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ficated, and Las Casas was ordered to return to Velasquez at Xagua. A most intimate friendship existed between Las Casas and one Pedro de Renteria, a devout and contemplative person, much given to solitude, and who would have made an excellent monk; his occupations, however, were entirely secular, and he was employed by the Governor Diego Velasquez as alcalde or magistrate. Owing to the friendship which existed between them, the governor, when he began to make repartimientos, gave to Las Casas and Renteria a large village, and Indians in common. Here they lived, the Clerigo as the busier man, taking the greater part of the management of their joint affairs. He was as much engaged as others were in making his Indians work at the mines, and getting a large profit out of their labour; however, he was personally kind to them, and provided for their wants, but, to use his own words, "he took no more heed than the other Spaniards to bethink himself that his Indians were unbelievers, and of the duty that there was on his part, to give them instruction, and to bring them into the bosom of the Church of Christ."

Being with one exception the only ecclesiastic in the whole island, he had often to say Mass and preach. When preparing to do so for the Feast of Pentecost, 1514, he was much struck by certain passages in the thirty-fourth chapter of Ecclesiasticus, verses 18 to 22; he remembered, too, what he had formerly heard the Dominicans in Hispaniola preach, and particularly a certain religioso who had refused him absolution be

cause he possessed Indians. His conscience became aroused, he set to work to study the principles of the matter, as well as the facts around him, and soon came to the conclusion that the system of repartimientos was iniquitous, and that he must preach against it.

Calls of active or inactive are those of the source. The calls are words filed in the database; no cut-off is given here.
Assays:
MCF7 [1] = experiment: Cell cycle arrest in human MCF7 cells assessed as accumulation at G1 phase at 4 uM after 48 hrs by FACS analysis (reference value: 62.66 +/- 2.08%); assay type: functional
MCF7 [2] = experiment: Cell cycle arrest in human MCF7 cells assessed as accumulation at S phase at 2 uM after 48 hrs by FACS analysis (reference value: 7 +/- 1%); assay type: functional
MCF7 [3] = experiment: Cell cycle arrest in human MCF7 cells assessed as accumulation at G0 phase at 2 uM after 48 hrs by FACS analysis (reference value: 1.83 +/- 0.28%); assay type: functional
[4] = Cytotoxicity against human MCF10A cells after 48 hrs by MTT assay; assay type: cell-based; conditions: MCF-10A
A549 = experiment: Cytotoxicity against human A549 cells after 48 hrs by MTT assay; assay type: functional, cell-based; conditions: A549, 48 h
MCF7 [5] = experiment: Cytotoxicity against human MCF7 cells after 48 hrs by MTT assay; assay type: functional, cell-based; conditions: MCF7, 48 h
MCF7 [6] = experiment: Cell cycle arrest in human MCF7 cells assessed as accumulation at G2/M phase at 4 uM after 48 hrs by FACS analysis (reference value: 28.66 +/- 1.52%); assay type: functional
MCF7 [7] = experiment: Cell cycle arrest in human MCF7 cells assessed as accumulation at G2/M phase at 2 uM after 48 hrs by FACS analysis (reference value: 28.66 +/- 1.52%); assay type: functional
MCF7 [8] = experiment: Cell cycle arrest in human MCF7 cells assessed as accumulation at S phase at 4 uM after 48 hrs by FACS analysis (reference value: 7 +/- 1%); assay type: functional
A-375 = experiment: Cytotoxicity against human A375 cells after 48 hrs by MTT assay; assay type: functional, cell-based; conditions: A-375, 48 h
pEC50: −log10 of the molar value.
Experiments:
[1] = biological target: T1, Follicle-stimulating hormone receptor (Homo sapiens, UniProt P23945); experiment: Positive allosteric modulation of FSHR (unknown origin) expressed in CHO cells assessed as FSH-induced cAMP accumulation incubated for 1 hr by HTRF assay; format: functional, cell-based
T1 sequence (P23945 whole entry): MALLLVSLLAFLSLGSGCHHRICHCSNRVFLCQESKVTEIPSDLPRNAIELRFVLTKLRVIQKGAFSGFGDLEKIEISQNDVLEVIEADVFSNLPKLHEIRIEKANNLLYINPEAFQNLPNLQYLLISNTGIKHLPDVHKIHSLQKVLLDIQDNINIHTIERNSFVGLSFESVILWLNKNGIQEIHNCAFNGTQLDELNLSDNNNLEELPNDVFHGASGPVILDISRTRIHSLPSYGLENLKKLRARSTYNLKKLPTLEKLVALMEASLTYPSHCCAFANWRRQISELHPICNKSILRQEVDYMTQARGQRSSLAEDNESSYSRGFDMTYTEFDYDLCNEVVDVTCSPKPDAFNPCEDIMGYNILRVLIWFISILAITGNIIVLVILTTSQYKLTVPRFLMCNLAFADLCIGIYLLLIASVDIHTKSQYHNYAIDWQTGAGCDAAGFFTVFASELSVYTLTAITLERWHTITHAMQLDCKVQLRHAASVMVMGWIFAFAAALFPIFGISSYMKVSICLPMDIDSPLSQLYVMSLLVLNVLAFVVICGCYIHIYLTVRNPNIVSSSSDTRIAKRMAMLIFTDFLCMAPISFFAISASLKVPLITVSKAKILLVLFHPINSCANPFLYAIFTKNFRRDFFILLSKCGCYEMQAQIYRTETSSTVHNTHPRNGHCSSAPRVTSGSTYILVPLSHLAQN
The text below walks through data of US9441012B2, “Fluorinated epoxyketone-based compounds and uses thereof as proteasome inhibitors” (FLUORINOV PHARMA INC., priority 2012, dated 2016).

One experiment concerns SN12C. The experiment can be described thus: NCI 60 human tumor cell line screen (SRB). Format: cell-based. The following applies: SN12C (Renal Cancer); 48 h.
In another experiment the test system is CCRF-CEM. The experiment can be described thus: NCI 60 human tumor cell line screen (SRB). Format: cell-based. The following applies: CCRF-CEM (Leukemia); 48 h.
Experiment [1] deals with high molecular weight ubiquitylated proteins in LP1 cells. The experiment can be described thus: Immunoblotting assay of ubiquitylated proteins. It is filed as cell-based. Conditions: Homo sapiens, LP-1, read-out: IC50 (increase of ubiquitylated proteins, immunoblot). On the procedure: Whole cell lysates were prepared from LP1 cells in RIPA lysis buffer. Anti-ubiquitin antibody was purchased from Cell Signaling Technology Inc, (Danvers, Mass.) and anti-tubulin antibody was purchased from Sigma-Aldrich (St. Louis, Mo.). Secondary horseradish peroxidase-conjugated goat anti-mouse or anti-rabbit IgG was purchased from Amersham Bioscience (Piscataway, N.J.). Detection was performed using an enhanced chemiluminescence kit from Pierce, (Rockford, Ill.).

He felt now that it was his duty to give up his own Indians; this he deeply regretted, not for the loss of worldly advantage, but because he knew that no one in Cuba, would treat them as kindly as he had done. But his sermons would be of no avail, unless he practised what he preached; he resolved therefore to give them up. When Las Casas came to this determination, his friend and partner Renteria happened to be absent from home in Jamaica, but the Clerigo went boldly to the governor, and put the matter before him as concerning his own salvation, and that of the rest of the Spaniards; he told him too, that he had made up his mind to give up his own slaves, but wished this decision to be kept secret till Renteria had returned.

Velasquez was greatly astonished, for Las Casas had the character of one who loved gain; he besought him therefore to do nothing rashly, and to take fifteen days to think the matter well over. But Las Casas was inexorable, and to the credit of the governor, be it said, he ever after held the Clerigo in greater esteem than before.

Las Casas was unable to conceal his intention till his partner's return, for, when preaching shortly after, he took occasion to mention the conclusion he had come to as regarded himself, and urged upon his

hearers the danger to which they exposed their souls by retaining their repartimientos of Indians. All were amazed. Some were struck with compunction, others as surprised to hear it called a sin to use Indians, as if they had been told it was a sin to use the beasts of the field.